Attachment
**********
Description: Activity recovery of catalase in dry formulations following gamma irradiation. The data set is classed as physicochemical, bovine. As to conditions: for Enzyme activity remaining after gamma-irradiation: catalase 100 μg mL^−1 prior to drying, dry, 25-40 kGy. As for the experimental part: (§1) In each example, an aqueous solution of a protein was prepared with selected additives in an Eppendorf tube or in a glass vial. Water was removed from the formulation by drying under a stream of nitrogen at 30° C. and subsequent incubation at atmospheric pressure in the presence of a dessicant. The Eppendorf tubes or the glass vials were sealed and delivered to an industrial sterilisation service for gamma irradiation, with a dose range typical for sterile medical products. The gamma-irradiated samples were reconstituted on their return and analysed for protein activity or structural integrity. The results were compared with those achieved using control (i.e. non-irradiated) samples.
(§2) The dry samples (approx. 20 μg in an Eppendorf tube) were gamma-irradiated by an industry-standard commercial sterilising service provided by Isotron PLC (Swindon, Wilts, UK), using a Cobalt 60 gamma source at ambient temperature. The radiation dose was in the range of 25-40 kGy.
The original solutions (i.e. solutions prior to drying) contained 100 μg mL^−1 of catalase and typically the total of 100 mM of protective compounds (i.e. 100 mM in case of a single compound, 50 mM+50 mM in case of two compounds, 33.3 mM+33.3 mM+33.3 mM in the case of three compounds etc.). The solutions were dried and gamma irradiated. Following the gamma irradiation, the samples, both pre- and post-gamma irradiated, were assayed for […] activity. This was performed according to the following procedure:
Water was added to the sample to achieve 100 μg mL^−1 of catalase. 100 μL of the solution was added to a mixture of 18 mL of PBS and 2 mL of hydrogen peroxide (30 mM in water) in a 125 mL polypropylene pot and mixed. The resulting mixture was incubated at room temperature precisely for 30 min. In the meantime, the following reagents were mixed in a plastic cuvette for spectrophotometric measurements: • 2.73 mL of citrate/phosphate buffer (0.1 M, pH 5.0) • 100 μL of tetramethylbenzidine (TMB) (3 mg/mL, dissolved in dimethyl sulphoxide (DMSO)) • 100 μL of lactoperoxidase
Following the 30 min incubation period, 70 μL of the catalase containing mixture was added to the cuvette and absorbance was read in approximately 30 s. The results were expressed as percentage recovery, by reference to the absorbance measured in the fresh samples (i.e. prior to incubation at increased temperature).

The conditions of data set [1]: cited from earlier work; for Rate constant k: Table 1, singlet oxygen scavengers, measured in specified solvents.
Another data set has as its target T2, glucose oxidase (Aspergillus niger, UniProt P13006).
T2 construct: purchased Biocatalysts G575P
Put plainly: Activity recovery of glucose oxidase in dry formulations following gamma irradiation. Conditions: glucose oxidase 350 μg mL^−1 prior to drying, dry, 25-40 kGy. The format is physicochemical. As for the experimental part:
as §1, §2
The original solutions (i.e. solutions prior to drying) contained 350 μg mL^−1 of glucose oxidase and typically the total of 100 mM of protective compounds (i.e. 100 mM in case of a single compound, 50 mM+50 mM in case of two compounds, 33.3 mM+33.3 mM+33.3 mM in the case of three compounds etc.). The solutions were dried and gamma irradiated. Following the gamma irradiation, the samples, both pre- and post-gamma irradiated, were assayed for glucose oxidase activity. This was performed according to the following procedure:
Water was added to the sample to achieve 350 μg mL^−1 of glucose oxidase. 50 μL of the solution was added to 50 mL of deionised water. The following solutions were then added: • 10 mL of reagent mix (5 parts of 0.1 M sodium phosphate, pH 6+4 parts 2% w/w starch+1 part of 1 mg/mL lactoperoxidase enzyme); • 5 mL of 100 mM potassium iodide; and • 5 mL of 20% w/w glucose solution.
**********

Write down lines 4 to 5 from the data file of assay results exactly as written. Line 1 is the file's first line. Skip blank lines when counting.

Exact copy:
Water was added to the sample to achieve 100 μg mL^−1 of catalase. 100 μL of the solution was added to a mixture of 18 mL of PBS and 2 mL of hydrogen peroxide (30 mM in water) in a 125 mL polypropylene pot and mixed. The resulting mixture was incubated at room temperature precisely for 30 min. In the meantime, the following reagents were mixed in a plastic cuvette for spectrophotometric measurements: • 2.73 mL of citrate/phosphate buffer (0.1 M, pH 5.0) • 100 μL of tetramethylbenzidine (TMB) (3 mg/mL, dissolved in dimethyl sulphoxide (DMSO)) • 100 μL of lactoperoxidase
Following the 30 min incubation period, 70 μL of the catalase containing mixture was added to the cuvette and absorbance was read in approximately 30 s. The results were expressed as percentage recovery, by reference to the absorbance measured in the fresh samples (i.e. prior to incubation at increased temperature).